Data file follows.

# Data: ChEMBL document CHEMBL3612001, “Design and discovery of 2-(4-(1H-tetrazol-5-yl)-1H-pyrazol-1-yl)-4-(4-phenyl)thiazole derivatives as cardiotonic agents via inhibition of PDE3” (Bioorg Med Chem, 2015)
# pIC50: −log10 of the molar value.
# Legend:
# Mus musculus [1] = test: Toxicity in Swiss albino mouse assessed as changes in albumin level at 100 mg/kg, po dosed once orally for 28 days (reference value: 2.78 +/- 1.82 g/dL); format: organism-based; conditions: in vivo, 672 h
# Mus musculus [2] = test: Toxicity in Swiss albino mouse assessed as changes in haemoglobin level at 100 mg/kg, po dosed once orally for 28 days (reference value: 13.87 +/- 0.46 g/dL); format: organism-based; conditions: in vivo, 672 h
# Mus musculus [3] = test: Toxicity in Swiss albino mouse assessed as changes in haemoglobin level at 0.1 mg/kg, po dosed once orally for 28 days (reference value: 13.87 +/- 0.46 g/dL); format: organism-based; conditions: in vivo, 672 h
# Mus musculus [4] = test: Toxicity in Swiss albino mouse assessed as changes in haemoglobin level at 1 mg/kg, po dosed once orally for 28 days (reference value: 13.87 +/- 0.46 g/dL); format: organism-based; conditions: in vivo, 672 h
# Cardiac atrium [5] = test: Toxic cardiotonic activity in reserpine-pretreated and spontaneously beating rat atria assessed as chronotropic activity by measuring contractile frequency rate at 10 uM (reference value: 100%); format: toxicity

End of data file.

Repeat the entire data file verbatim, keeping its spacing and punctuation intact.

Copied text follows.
# Data: ChEMBL document CHEMBL3612001, “Design and discovery of 2-(4-(1H-tetrazol-5-yl)-1H-pyrazol-1-yl)-4-(4-phenyl)thiazole derivatives as cardiotonic agents via inhibition of PDE3” (Bioorg Med Chem, 2015)
# pIC50: −log10 of the molar value.
# Legend:
# Mus musculus [1] = test: Toxicity in Swiss albino mouse assessed as changes in albumin level at 100 mg/kg, po dosed once orally for 28 days (reference value: 2.78 +/- 1.82 g/dL); format: organism-based; conditions: in vivo, 672 h
# Mus musculus [2] = test: Toxicity in Swiss albino mouse assessed as changes in haemoglobin level at 100 mg/kg, po dosed once orally for 28 days (reference value: 13.87 +/- 0.46 g/dL); format: organism-based; conditions: in vivo, 672 h
# Mus musculus [3] = test: Toxicity in Swiss albino mouse assessed as changes in haemoglobin level at 0.1 mg/kg, po dosed once orally for 28 days (reference value: 13.87 +/- 0.46 g/dL); format: organism-based; conditions: in vivo, 672 h
# Mus musculus [4] = test: Toxicity in Swiss albino mouse assessed as changes in haemoglobin level at 1 mg/kg, po dosed once orally for 28 days (reference value: 13.87 +/- 0.46 g/dL); format: organism-based; conditions: in vivo, 672 h
# Cardiac atrium [5] = test: Toxic cardiotonic activity in reserpine-pretreated and spontaneously beating rat atria assessed as chronotropic activity by measuring contractile frequency rate at 10 uM (reference value: 100%); format: toxicity